Feeding your horse the appropriate hay for its overall health and performance is crucial. Hay including Timothy and Alfalfa is a primary source of roughage, providing necessary fiber and nutrients to prevent many digestive issues. Selection criteria for the ideal hay type for your horse depend highly on age, activity level, and any current medical issues.
Nutritionists recommend that at least half of a mature horse’s daily intake, 2 to 2.5 percent of its body weight, should come from forage like hay for optimal health.
Types of Hay for Horses:
Horses rely heavily on hay during their growing age, making it essential to choose a high-quality option that meets their specific dietary needs. Hay is generally classified into two categories: legumes and grass which mostly people feed their horses.
Timothy Hay as Horse Feed:
Timothy hay is the most popular choice for adult horses due to its 30% to 40% high-fiber content. It grows well in various weather conditions, especially in cool seasons. If you’re feeding horses having metabolic issues, opt for more mature cuts with visible seed heads that have dropped their seeds.
Timothy hay offers sufficient protein for most horses but may lack essential minerals like zinc, copper, iodine, and selenium, which are crucial for healthy joints and strong hooves. For the best nutritional value, choose premium quality bulk timothy hay before it blooms, as it will be higher in protein and lower in fiber compared to later stages.
It is best suited for adult horses, horses with dental and digestive issues, and those needing moderate energy.
Alfalfa Hay for Feeding Equine:
Recognized for its rich protein content, Alfalfa hay is an ideal option for young, growing horses, pregnant mares, and horses with high energy demands.
Due to the presence of calcium, iron, and zinc, it is considered the best type of hay for heavily exercised horses.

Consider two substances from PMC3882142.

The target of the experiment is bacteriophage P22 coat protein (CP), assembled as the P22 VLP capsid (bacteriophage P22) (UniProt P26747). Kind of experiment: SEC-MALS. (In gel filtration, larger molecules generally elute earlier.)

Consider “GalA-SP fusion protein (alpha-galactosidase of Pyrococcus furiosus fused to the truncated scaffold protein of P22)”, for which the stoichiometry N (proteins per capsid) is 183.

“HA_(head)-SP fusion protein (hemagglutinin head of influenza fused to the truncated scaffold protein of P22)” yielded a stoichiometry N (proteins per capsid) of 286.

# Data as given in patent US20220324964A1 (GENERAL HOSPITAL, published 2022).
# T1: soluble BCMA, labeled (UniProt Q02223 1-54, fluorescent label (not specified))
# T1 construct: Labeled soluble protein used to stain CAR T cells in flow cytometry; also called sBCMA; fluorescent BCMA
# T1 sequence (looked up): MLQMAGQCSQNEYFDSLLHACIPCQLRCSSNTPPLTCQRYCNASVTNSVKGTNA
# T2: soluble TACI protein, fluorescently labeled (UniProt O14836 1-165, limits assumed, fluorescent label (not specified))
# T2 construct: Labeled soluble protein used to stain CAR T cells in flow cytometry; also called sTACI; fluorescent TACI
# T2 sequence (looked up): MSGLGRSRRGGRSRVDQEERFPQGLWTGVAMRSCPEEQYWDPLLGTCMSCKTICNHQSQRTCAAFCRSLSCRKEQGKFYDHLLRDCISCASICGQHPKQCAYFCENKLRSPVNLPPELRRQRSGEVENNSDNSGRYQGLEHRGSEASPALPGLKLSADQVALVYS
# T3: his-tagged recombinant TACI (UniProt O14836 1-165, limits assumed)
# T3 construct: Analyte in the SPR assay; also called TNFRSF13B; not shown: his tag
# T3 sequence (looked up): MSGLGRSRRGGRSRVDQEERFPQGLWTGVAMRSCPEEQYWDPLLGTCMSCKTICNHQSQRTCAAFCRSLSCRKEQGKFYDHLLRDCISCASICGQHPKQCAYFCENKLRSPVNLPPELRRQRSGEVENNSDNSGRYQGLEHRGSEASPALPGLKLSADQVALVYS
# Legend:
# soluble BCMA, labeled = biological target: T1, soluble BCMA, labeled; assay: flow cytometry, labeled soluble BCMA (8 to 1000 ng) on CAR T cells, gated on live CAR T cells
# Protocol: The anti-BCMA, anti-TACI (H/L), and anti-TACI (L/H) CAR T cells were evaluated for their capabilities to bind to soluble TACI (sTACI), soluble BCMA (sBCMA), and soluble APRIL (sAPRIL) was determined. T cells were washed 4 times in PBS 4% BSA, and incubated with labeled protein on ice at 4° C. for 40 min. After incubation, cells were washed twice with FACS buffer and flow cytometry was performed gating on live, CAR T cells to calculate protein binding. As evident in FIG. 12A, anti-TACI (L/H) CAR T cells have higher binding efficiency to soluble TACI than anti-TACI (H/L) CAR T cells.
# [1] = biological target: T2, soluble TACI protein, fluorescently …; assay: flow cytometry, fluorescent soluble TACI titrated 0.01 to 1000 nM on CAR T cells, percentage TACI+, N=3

Alfalfa contains higher protein levels around 15% to 22%, depending on the cutting time. Opt for second or third cuttings of Alfalfa to avoid weeds. However, it should be fed moderately to prevent obesity and other health issues.
Additionally, alfalfa legumes can reduce or eliminate the need for supplements, which often have a laxative effect.
Bermuda Grass Hay:
Bermuda grass offers a good balance of nutrients and is best for horses with moderate energy requirements. It is often a cost-effective choice while still providing essential dietary components. Bermuda hay is low in protein but high in fiber around 28%, which benefits horses with metabolic issues.
Orchard Grass Hay:
With a texture similar to Timothy hay, Orchard grass hay is a palatable option that appeals to picky eaters. It is a valuable choice for horses with dental and respiratory issues or those requiring softer forage.
Criteria for Choose the Quality Hay for Horses:
Here are some key considerations for selecting the best hay type for horses:
Regularly assess your horse’s age, weight, and activity level to determine its nutritional requirements. Consider the nutrition profile of legumes and grass before selecting any type for forage. It ensures an appropriate balance of fiber, protein, vitamins, and minerals.
When choosing, consider the hay’s texture, color, appearance, and smell. Select grass that shows very little evidence of mold, dust, or discoloration. Strong musty or sour smells should be avoided because they point to bacterial growth and mold and can lead to respiratory and digestive problems in horses.
Choose hay with plenty of green leaves and fine stems, making it easier for horses to chew. Although horses may eat scratchy hay, for optimal palatability, steer clear of stalky kinds.
Cut and Harvest Timing:
Consider the cut and harvest timing of hay. Early-cut hay tends to be more nutritious, while late-cut hay may be coarser and less appealing to horses. Legume hays, such as alfalfa, become less palatable as they mature. Opt for young legumes with nutritious leaves and no seed pods from trusted hay suppliers.
For grasshays, thicker-stalked forage with seeds will generally have lower protein content. Later cuts likely have reduced sugar and starch levels. If the hay is green and fresh-smelling, it may suit horses with metabolic issues.
Adjust the hay type and quantity based on the activity level of your horses. Performance horses may require more energy-dense hays, while idle horses may benefit from lower-calorie options.
Softer hays may be suitable for horses with dental issues while coarser hays can aid in maintaining dental health.
Consider any existing health conditions, such as metabolic issues or respiratory concerns. High-fiber grass can be valuable for digestive problems.
Check for Toxic Elements:
Inspect hay bales for foreign objects, weeds or toxic plants that could harm your horse. Ensure alfalfa is clear of blister beetles. The hay should be free from contaminants to prevent health issues.
Maple Gems ensure the optimal health and growth of your horses. By understanding the distinct characteristics of hay varieties and adhering to specific selection criteria, you can tailor your horse’s diet to meet its individual needs.